International Characterization and Modeling Workshop

On May 28th forty-nine people from ten countries converged upon Arizona State University for the International Characterization and Modeling Workshop. The attendees ranged from first year graduate students to professors and experts in the field. In all, fourteen universities and four companies were represented at the workshop.

 

The idea for this student led and organized workshop originated with ASU Fulton Engineering graduate student Stanislau (Stas) Herasimenka. Stas worked closely with faculty from the Solar Power Lab at ASU to coordinate the events, and Krista Puruhito, a graduate student from The School of Social and Family Dynamics also aided heavily in the coordination efforts.

The technical program consisted of five key modules: antireflection properties, doping profiles, lifetime, cell performance and modeling. Lectures were given by world-leading experts, who also assisted the attendees during hands-on demonstrations. Lectures and demonstrations will be followed by round table discussions in order to share the experience from different labs. Roundtable discussions were also held so that participants from various universities and companies could share their experiences. Students also spent time touring the SIMS lab, Solar Power Lab, and viewing the new Sinton Tracker that was recently installed behind the Macro technology Building at the ASU Research Park.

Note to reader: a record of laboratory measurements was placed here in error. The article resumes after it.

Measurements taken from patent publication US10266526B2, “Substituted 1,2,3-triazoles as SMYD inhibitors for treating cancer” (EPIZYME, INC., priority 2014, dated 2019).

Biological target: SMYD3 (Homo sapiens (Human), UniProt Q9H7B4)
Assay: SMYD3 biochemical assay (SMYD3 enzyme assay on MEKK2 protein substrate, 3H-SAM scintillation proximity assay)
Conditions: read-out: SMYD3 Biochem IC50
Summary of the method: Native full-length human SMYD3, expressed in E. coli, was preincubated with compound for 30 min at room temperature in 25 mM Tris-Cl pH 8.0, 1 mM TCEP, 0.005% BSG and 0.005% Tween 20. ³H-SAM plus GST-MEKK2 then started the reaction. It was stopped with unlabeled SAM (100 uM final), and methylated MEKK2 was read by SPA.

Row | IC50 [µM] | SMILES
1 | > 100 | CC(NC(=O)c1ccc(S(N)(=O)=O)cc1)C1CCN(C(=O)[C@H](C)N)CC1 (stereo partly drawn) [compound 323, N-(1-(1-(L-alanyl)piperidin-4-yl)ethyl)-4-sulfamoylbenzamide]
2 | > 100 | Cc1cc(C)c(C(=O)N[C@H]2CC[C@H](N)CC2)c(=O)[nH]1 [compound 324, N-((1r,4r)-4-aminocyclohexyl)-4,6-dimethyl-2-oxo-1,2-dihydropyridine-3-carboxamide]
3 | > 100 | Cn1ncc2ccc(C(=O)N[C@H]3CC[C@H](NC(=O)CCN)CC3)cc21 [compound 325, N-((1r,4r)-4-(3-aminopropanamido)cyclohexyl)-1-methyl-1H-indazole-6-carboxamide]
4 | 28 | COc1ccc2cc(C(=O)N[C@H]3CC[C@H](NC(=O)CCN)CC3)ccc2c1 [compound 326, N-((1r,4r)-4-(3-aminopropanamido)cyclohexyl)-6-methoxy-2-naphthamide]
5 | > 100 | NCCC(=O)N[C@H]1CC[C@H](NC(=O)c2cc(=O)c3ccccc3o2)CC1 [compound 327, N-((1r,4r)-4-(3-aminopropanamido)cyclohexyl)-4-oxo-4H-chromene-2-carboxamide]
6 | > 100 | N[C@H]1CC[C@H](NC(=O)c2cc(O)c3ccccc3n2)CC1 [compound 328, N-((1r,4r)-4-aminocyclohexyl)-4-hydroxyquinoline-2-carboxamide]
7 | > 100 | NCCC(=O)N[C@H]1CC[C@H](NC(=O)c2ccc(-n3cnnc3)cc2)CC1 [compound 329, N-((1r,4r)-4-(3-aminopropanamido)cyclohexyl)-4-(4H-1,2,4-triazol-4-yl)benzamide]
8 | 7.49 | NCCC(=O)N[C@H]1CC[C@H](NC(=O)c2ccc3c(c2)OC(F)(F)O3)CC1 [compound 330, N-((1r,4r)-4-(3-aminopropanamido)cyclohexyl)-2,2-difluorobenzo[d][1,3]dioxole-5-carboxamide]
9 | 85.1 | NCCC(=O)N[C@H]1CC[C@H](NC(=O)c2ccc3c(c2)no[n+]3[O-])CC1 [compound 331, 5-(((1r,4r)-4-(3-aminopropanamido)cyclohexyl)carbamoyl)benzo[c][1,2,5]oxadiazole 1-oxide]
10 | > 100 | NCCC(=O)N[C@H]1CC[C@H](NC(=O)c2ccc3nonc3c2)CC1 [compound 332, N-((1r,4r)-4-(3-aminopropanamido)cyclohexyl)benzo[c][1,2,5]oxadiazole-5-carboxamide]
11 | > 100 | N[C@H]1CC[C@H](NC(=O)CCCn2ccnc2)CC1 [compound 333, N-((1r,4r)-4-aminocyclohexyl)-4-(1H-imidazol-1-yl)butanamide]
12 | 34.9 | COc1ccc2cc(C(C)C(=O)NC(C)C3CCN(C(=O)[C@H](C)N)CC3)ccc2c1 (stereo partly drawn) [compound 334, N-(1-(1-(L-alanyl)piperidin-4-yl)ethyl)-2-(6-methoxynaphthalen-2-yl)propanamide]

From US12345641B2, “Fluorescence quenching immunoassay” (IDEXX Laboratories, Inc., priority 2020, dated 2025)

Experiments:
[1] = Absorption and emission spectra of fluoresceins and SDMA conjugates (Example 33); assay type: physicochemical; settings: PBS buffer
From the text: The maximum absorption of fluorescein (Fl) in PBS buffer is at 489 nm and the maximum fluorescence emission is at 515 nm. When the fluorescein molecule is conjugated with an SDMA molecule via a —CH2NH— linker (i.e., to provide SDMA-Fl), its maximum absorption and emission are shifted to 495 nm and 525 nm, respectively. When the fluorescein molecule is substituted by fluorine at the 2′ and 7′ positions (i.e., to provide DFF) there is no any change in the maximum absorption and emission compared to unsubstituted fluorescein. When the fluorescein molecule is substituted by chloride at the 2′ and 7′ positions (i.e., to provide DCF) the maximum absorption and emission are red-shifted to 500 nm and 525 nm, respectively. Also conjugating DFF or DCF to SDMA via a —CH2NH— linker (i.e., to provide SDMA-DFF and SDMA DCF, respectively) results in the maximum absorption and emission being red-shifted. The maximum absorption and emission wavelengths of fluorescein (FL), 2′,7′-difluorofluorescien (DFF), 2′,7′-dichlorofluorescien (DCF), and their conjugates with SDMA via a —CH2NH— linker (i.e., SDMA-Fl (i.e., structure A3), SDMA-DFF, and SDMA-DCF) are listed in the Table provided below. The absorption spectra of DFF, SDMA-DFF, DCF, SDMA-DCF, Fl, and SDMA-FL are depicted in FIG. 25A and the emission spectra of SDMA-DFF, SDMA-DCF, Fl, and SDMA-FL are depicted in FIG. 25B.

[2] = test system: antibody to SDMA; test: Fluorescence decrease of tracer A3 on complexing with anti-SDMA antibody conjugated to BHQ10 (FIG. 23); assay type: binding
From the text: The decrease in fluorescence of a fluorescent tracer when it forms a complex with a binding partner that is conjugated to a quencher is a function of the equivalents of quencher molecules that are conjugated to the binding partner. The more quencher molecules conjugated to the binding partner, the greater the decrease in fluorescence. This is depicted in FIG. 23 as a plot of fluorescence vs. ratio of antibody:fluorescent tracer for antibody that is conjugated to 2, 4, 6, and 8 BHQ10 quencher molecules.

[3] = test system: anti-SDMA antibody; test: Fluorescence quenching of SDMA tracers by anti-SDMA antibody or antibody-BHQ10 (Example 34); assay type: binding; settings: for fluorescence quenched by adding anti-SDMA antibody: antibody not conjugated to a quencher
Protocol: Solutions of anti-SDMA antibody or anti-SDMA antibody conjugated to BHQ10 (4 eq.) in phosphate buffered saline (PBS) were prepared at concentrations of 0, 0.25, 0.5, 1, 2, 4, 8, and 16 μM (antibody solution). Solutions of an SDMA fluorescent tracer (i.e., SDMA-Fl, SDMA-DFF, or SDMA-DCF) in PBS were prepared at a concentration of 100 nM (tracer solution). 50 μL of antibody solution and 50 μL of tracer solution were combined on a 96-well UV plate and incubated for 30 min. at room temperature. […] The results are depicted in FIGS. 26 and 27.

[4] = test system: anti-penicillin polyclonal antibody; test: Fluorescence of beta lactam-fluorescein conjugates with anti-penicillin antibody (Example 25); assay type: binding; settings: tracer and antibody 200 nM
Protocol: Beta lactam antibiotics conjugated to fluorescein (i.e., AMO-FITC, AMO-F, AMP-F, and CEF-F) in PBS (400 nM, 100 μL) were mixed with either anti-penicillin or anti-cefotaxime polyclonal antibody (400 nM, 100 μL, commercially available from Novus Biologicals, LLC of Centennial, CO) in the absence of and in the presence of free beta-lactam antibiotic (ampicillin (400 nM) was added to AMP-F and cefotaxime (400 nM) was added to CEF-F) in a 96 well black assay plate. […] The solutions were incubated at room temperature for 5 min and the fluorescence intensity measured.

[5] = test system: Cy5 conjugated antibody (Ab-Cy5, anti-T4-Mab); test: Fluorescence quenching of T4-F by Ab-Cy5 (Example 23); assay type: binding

Workshop attendees stayed in the Barrett Honors dorms, and although temperatures reached a record high of 112 degrees during their stay, the attendees enjoyed exploring campus each morning. Participants also took advantage of the Flash, Orbit and Valley Metro Lightrail to explore downtown Tempe and Phoenix while they were here.

Dr. Peitro Altermatt, a world-renowned leading solar expert from the University of Hannover led classes on design and modeling of screen printed solar cells, design and modeling of PERC and IBC cells, Emitter and BSF Profiles and numerical modeling of solar cells (generation-recombination, mobility, band structure, series resistance, meshing).

Independent Consultant Harland Tompkins led a course on optical characterization of dielectric films and a subsequent lab on Optical characterization and analysis of ellipsometric data. Halden Field from PV Measurements gave instruction and then held a lab on QE and IV measurements. Ron Sinton of Sinton Instruments gave a lecture and lab on Lifetime and surface passivation. Dr. Dragica Vasileska from ASU instructed a lab on numerical modeling of semiconductor devices. Graduate students Tobias Ohrdes and Stas Herasimenka led labs on modeling of solar cells and modeling of PERC and IBC cells.

Students thoroughly enjoyed the lectures and labs, include a brief venture out into the Arizona heat so they could make human cacti with Dr. Altermatt. (see picture).